© URBANLOGIC © URBANLOGIC © URBANLOGIC © URBANLOGIC +15

AD Classics: Faculty of Architecture and Urbanism, University of São Paulo (FAU-USP) / João Vilanova Artigas and Carlos Cascaldi

14:00 - 12 November, 2016
© flickr Fernando Stankuns. Used under <a href='https://creativecommons.org/licenses/by-sa/2.0/'>Creative Commons</a>
© flickr Fernando Stankuns. Used under Creative Commons

This piece of Brazilian architecture was conceived in 1961 by São Paulo architects João Batista Vilanova Artigas and Carlos Cascaldi. Together with the architectural movement of the Paulista School, they form part of the most important history of São Paulo, because of the large amount of works they constructed there and the recognition of many of them at an international level.

40 Impressive Details Using Concrete

08:00 - 8 November, 2016
40 Impressive Details Using Concrete

Due to its ability to mold and create different shapes, concrete is one of architecture's most popular materials. While one of its most common uses is as a humble foundation, its plasticity means that it is also used in almost all types of construction, from housing to museums, presenting a variety of details of work that deserves special attention.

Check out this collection of 40 projects that highlight the use of concrete. Impressive! 

Watch How These South American Architects Construct a Brickless Brick Wall

06:00 - 1 November, 2016

Using concrete and bricks made of raw mud, architects Solanito Benitez, Solano Benitez, Gloria Cabral, Maria Rovea and Ricardo Sargiotti built a wall able to be constructed by the two materials working in tandem. Once the concrete dries, the bricks are washed away, returning the mud back to its natural state, leaving spaces in the lines of concrete, like a kind of negative.

This artistic intervention arose from an invitation to participate in an art exhibition in Unquillo MUVA, Cordoba, Argentina from April 11 to May 3, 2014. 

More information and images below.

Cortesía de Ricardo Sargiotti Cortesía de Ricardo Sargiotti Cortesía de Ricardo Sargiotti Cortesía de Ricardo Sargiotti +17

CEMEX + Aptum Architecture's Floating Concrete Structures Act as Mangroves for Shorelines

12:00 - 29 October, 2016
CEMEX + Aptum Architecture's Floating Concrete Structures Act as Mangroves for Shorelines, Courtesy of Aptum Architecture
Courtesy of Aptum Architecture

Mangroves are vital for stabilizing shorelines, but their recent depletion presents impending doom for coastal habitats. 

Aptum Architecture and CEMEX Research Group might have a solution. Their collaborative project, Rhizolith Island (Isla Rhizolith), is a prototype that explores the potential for floating concrete structures to revitalize deteriorating shorelines. The structure was just installed in Cartagena, Columbia as part of the RC 2016 (Reunion del Concreto), an international Expo and Academic Conference on Concrete.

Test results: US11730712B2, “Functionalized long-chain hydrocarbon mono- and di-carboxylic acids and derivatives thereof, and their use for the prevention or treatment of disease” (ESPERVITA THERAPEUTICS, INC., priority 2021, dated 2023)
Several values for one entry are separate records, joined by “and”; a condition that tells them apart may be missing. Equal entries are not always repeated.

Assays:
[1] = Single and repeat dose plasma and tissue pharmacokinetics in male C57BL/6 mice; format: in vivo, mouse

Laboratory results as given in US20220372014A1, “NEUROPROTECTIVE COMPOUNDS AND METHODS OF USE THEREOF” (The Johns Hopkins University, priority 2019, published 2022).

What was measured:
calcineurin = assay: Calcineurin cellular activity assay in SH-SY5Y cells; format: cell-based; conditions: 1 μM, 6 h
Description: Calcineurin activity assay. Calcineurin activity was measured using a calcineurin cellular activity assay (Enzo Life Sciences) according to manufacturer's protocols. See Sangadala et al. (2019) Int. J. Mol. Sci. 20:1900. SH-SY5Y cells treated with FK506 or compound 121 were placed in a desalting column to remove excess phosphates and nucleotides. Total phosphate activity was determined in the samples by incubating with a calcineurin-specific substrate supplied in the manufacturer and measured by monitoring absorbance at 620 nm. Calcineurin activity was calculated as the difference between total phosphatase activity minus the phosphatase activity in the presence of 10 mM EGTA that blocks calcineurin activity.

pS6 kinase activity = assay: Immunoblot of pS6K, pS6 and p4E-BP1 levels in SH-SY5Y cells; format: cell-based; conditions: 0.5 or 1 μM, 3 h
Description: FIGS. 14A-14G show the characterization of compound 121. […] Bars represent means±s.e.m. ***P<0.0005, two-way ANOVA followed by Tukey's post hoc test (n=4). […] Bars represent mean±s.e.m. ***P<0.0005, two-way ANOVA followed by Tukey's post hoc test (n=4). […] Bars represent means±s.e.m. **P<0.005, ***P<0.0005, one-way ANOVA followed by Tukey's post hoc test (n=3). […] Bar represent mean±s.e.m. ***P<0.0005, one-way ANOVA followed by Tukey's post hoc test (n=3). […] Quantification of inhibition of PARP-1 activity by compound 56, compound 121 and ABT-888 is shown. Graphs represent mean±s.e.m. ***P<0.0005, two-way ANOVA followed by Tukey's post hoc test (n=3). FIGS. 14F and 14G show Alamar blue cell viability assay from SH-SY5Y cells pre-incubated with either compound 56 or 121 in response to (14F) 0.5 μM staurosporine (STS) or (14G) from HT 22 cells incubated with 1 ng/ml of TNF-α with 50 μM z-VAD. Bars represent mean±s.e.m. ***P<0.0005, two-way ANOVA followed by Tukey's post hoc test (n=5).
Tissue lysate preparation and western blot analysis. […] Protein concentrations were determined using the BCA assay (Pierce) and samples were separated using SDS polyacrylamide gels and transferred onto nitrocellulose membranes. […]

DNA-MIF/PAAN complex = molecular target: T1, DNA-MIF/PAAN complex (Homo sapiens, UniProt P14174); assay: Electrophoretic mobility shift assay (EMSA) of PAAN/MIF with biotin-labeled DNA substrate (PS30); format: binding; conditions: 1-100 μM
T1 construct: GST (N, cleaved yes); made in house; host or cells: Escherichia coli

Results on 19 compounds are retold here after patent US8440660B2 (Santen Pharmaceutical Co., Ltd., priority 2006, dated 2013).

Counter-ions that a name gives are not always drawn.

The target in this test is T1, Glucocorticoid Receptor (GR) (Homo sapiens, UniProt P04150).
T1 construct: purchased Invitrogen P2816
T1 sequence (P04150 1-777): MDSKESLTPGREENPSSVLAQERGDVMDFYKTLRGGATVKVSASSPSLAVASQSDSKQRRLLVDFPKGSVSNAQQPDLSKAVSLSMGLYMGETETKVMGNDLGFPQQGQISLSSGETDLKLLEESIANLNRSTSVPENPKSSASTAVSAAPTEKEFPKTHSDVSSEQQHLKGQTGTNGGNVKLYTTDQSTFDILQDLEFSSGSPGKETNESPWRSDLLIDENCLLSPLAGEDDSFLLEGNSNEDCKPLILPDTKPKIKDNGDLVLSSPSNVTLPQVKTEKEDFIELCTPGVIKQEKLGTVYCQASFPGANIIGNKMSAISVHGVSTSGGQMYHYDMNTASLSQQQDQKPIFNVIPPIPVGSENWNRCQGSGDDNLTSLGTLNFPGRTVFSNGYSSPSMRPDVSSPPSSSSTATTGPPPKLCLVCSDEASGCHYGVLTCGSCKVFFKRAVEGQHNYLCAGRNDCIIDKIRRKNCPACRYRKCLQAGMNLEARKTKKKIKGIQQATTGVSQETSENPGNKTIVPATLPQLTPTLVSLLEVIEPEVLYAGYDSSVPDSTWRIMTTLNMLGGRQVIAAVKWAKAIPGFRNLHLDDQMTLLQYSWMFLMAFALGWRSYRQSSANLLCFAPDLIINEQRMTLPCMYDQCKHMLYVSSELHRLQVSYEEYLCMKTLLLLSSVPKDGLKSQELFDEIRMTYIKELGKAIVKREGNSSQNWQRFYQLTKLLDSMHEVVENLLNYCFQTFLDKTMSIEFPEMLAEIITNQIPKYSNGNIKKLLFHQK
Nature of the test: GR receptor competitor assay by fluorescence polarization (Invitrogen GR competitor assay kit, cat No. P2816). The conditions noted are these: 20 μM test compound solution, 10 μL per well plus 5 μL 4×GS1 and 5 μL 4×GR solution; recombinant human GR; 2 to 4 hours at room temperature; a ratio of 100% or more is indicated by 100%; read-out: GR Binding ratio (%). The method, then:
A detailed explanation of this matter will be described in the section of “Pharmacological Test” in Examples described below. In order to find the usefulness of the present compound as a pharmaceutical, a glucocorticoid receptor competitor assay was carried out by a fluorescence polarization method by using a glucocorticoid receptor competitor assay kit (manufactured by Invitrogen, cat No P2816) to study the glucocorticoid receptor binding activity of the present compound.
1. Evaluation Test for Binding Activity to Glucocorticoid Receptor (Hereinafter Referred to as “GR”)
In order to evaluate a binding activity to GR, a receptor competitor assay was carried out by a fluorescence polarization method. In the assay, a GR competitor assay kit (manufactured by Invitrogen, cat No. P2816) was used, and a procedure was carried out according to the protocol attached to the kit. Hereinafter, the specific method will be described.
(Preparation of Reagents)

Courtesy of Aptum Architecture  Courtesy of Aptum Architecture  Courtesy of Aptum Architecture  Courtesy of Aptum Architecture  +13

AA Summer DLAB Program Applies Computational Design to Concrete

06:00 - 24 October, 2016

Update: We've added a video of the process to the article!

This year's Architectural Association (AA) Summer DLAB program culminated in Weave.X, the final working prototype of three-dimensionally interwoven concrete structures. Designed and fabricated by 21 participants from 11 countries in July and August, the prototype explores computational design, geometry rationalization, material behavior, and robotic fabrication as applied to concrete and robotic rod-bending techniques. The result is a network of self-supporting concrete branches that envelop an amorphous enclosure.

© Architectural Association © Architectural Association © Architectural Association © Architectural Association +12

Experience the "Brutal Faith" of Gottfried Böhm's Pilgrimage Church in Neviges

04:00 - 23 September, 2016
Experience the "Brutal Faith" of Gottfried Böhm's Pilgrimage Church in Neviges, Courtesy LOBBY Magazine. Image © Laurian Ghinitoiu
Courtesy LOBBY Magazine. Image © Laurian Ghinitoiu

This exclusive photo essay by Laurian Ghinitoiu was originally commissioned for the fifth issue of LOBBY. Available later this month, the latest issue of the London-based magazine—published in cooperation with the Bartlett School of Architecture—examines the theme of Faith as "a fervent drive, a dangerous doctrine, a beautifully fragile yet enduring construct, an unapologetic excuse, a desperate call for attention and a timely consideration on architectural responsibility."

In 1986 the Pritzker Architecture Prize announced their first German laureate. In a speech at the ceremony in London’s Goldsmiths’ Hall, the Duke of Gloucester suggested that the prize “may not guarantee immorality,” inferring, perhaps, that not even the most prestigious award in architecture could compete with an œuvre so compact, focussed and enduring as that of Gottfried Böhm – a “son, grandson, husband, and father of architects.”

Courtesy LOBBY Magazine. Image © Laurian Ghinitoiu Courtesy LOBBY Magazine. Image © Laurian Ghinitoiu Courtesy LOBBY Magazine. Image © Laurian Ghinitoiu Courtesy LOBBY Magazine. Image © Laurian Ghinitoiu +24